Looking for a thrill in the Wisconsin area? New to extreme sports? Or are you an old hand just looking for somewhere new to try? Whatever your experience level, there is something to meet your needs and what better extreme sport to start with than skydiving in Wisconsin? The Wisconsin climate varies from season to season (it’s generally called a “humid continental climate,” and it can get cold in the winter, so it may be best to opt to skydive in the spring or fall, when the weather is not too hot and not too cold. But what really makes Wisconsin ideal for skydiving is that, as a general rule, the winds are neither too high nor too fast.
Skydiving in Wisconsin – Beginners’ Basics
Experienced or amateur, you need to find a reputable place to jump. It’s easy to find details of skydiving in Wisconsin companies – internet, telephone directories, etc. – the Wisconsin Chamber of Commerce also holds details, and might be a good place to start. There are even not for profit clubs available. When choosing a school or company, make sure that you check that the instructors are fully qualified – they should have US Parachute Association membership cards (the USPA certifies all skydiving instructors in the US). Do your homework well – a few people have been caught out by paying money to companies that only exist online. And that wouldn’t be a good start for a skydiving in Wisconsin experience.
Ask the skydiving center for full details of their terms and conditions – some will give a refund (if for some reason you can’t make the jump at your scheduled time), some charge more for photographs (and you will want your jump photographed, believe me), etc. You need to know what you are getting for your money.
Once you’ve chosen your skydiving club, it’s time to decide what kind of jump you want to do.
Am I Really Going to Jump out of an Airplane?
The truth is, there are lots of reasons people take part in sky diving and extreme sports in general – some are thrill seekers, and this is just another thrill; some are coerced by friends; some do it for charity; sometimes is just seems like a good idea at the time. Although some places may call them different names, essentially, there are three types of jump: Static Line, Tandem Jump and Accelerated Free Fall (AFF).
Static Line – Most Wisconsin skydiving centers will give you a couple of days training for this (you do need to know how to land and it isn’t as easy as you might think. You have to remember to keep your knees and ankles together, and if, like me, you struggle with two things at once, you will need training if you have never jumped before). Then, on the day scheduled for your jump, you are attached by a line to the aircraft when you jump out. This Static Line causes your parachute to open automatically when you are out of the aircraft. Usually, you will be jumping from a height of about 3,000 feet. This is certainly one of the jumps to consider if you are a beginner.
Tandem Jump – This is generally considered to be the easiest and quickest method. Basically, you and an instructor wear a dual harness, so that you are strapped together (facing away from each other). Because you have someone experienced to, effectively, do all the work, you don’t have to train for as long – usually, only about half an hour. You will usually jump from an aircraft at 10,000 feet, freefalling until about 5,000 feet. Some centers will let you perform some turns during your free fall. This is definitely the one for those of us who are really scared and only doing the Wisconsin skydive to appease our friends.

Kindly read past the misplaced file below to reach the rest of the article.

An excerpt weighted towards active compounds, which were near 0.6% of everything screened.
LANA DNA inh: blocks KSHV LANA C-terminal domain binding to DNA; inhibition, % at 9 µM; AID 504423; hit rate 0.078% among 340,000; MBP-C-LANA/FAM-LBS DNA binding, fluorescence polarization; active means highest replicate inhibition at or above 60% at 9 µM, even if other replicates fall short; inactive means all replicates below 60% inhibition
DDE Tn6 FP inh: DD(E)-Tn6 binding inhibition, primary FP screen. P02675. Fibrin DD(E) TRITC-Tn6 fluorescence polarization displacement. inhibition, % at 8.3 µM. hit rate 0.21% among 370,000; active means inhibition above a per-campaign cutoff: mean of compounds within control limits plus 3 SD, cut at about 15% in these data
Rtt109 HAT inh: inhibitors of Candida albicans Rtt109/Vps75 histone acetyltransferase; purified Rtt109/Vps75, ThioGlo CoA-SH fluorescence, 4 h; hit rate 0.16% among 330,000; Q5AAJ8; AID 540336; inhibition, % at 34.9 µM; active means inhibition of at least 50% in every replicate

Accelerated Free Fall – Even if it’s your first time, you can still do this, but the training will take longer. (Remember, the Wisconsin skydiving organization with whom you are jumping does not want you to have an accident. When you are choosing your school, you should ask how long the training is for each type of jump, and bear this in mind when booking.) If you are a beginner, you will usually be accompanied by a couple of instructors on your first two or three jumps. They will give you clear instructions, by way of hand signals, to tell you to straighten your legs, or do various types of rolls, etc. As you progress in this type of skydiving, you will be taught to fly your parachute and navigate it so that you have a bit more autonomy.
If you really enjoy this, you can find somewhere with accommodation nearby so that you can spend more time jumping and perfect your art. Those that love skydiving will tell you that there is no feeling on earth like it. Comments vary from “feeling everything to nothing at the same time,” to “feelings of intense peace and calm.”
Is there anything else I need to know about Skydiving in Wisconsin?
No matter how careful you are, skydiving has its risks. Of course, so does crossing a road if you don’t take the right precautions. It’s really about being sensible, and paying attention during your training.
If you have any medical conditions, it is best to tell the instructor before you start, so that he or she can take the proper precautions. Generally speaking, if you weigh more than 250 pounds or have a heart condition, you may not be allowed to jump. You also might want to think again if you suffer from osteoporosis or any other bone or joint condition. And it probably goes without saying; don’t try to jump if you are feeling ill on the day.
As with all sports, some people do have accidents (but they do playing football too) and it might be a good idea to check your mortgage and other insurances to make sure that skydiving doesn’t adversely impact on them. Most accidents associated with weather (drifting in the wind, for example) won’t happen because the skydiving center won’t let you jump, but make sure that you are aware of the risks before you start.
Provided you follow instructions, and do as you are told, you should have a wonderful time skydiving in Wisconsin. See you on the way down!